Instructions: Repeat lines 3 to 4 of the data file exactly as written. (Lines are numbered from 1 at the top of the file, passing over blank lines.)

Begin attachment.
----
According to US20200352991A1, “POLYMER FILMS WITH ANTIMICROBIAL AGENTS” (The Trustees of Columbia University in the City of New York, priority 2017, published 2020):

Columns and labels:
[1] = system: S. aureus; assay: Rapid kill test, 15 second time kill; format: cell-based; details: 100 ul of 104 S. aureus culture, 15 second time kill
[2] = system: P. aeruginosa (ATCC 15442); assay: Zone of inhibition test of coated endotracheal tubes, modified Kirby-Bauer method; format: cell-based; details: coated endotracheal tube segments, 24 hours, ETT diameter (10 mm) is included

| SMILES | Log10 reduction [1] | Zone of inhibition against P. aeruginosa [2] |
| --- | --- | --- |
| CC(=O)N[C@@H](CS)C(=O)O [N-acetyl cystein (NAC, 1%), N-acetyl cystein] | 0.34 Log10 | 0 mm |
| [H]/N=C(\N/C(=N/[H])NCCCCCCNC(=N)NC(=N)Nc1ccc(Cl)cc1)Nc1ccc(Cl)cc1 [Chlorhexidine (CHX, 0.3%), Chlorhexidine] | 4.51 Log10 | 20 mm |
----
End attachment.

[1] = system: S. aureus; assay: Rapid kill test, 15 second time kill; format: cell-based; details: 100 ul of 104 S. aureus culture, 15 second time kill
[2] = system: P. aeruginosa (ATCC 15442); assay: Zone of inhibition test of coated endotracheal tubes, modified Kirby-Bauer method; format: cell-based; details: coated endotracheal tube segments, 24 hours, ETT diameter (10 mm) is included